I just got a comment from Tom Conte who has launched his own Java-based moblog! Nice. He's using the Sony T300 to take pictures and email them via GPRS. That's awesome. I had seen that phone before, but I hadn't realized that it was a multimedia phone. Checking the specs, it's great - like a poor man's T68i. Erik was looking for a phone where he lives near seattle and there didn't seem to be any good ones, but actually there is the t300 at T-Mobile which is incredible. Even more incredible is the price - $150. That's very cool.
Here's the side bar from Tom's moblog.
I wrote this MobLog in a one-week coding frenzy in order to better use my new Sony Ericsson T300 MCA-25 camera phone while on vacation :-) I wanted to be able to blog directly from the phone and include pictures with the posts. The T300 makes it easy because you can send pictures directly by email over GPRS.
This MobLog is a small Java Webapp running on Tomcat, written using Struts. I wrote a Struts plug-in which runs a background thread; this thread checks a POP3 mailbox using the JavaMail API. I send the pictures from the T300 by email (as MIME attachments), with some text in the email body; the email is sent to a special mailbox on my server. The thread will pickup the messages, extract the picture attachment and post the whole thing to the blog. The posts are stored in an embedded HSQLDB database and there's also a JSP/Struts-based admin interface. The nice thing with this design is that everything (mail demon, database, etc.) is integrated in the Webapp, no need to configure anything else: deploy the WAR file and you're ready to go.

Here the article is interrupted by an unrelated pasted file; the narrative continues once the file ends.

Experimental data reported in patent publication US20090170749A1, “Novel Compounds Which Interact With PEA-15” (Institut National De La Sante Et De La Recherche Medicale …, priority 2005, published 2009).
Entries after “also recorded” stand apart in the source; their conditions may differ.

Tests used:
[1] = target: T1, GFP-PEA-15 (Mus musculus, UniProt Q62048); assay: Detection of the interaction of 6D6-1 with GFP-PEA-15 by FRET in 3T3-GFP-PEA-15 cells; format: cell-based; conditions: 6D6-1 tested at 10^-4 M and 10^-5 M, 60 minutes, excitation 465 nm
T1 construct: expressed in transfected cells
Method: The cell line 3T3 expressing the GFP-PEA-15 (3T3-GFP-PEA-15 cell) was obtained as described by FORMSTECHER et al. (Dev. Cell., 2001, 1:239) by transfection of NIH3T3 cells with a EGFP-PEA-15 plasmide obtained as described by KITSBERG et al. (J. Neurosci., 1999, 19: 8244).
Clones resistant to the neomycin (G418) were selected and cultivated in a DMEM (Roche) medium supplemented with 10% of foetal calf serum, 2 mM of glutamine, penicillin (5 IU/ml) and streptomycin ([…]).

On the front end, the posts and all the Weblog info (title, etc.) are serialized into an XML document using Castor; the resulting doc looks more or less like a RSS 2.0 file (my goal is to tweak the Castor mapping so that it produces en exact RSS 2.0 doc, which would then become the main display format). An XSL Transformation is then applied to this XML doc to transform it into the HTML document which you are looking at (the doc uses some CSS from glish.com). It would be trivial to write some XSLT to transform the source doc to WML (for WAP devices) or another flavor of RSS.
Good stuff, Tom! I'm furiously trying to catch up right now...